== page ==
If I had a dollar for every time my managers used the word “proactive” in an evaluation, well, I’d have a lot more money than I do now.
The problem with this word is that, while it has a definite meaning, its use is vague enough that if your manager feels like giving you a bad review, they can just say you “aren’t proactive enough.” Even if you do more than what is assigned to you, even if you anticipate future problems and take the necessary steps to avoid them, you can still be told you “aren’t proactive enough.” It’s a catchall word for people to use when they need a reason to yell at someone who hasn’t really done anything wrong. It’s great because there’s no defense against it.
Consider this scenario:
Manager: “Your performance is sufficient, but you need to be more proactive.”
You: “I appreciate the feedback.”
Over the next few weeks/months, you proactively demonstrate all sorts of new, innovative ideas. You proactively write a script that catches a certain kind of error before it’s introduced to the system. You discover that some additional work needs to be done to clean up some issues from a project that just went live, and not only do you proactively bring this up to your manager, but you also proactively present your analysis and volunteer to head up the team that is going to be working on it. You’re a proactive machine.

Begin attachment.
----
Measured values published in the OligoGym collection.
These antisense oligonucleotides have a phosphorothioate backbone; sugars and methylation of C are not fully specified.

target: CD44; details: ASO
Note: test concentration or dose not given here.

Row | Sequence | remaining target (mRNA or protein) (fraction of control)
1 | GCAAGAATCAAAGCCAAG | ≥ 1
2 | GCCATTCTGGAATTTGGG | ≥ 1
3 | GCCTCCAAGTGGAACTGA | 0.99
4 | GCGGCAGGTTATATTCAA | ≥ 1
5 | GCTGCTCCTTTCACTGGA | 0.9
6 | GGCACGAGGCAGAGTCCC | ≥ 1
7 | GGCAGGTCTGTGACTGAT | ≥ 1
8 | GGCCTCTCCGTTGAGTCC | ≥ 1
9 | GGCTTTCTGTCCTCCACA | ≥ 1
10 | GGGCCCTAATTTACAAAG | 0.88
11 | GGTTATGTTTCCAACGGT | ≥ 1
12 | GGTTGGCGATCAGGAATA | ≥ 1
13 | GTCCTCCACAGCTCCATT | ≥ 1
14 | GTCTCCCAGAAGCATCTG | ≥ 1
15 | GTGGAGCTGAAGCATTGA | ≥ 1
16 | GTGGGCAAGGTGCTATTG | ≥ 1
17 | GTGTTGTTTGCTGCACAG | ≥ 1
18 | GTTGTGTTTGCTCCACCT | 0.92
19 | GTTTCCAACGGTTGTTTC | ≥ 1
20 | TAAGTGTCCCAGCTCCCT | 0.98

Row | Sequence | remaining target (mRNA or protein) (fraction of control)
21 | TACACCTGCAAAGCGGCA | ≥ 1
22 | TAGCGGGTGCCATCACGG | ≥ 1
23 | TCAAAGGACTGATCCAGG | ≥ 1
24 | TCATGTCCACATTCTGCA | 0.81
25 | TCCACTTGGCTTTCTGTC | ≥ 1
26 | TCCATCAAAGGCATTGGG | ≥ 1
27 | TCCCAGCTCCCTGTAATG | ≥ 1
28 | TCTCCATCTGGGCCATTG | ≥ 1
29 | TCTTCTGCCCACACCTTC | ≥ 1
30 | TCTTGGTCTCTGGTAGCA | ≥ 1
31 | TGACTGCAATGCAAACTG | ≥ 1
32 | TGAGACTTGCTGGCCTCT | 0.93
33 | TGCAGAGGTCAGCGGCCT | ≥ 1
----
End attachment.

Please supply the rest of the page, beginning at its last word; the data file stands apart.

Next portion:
Then your next review comes:
Manager: “Well, the main issue I have is that you haven’t been being proactive enough.”
You: “Are you serious? Not only did I successfully completely everything that was assigned to me, but I also proactively wrote that error catching script, identified errors that were missed by the testing team, did the analysis to fix the issue, and headed up the team that was in charge of implementing the updates. All proactively, all ahead of schedule, and all without being told.”
Manager: “Yes, but you weren’t being proactive enough. So I have to give you ‘below expectations’ on your review.”
You: “I am proactively managing my career by accepting an offer from another company who has offered me more. Later.”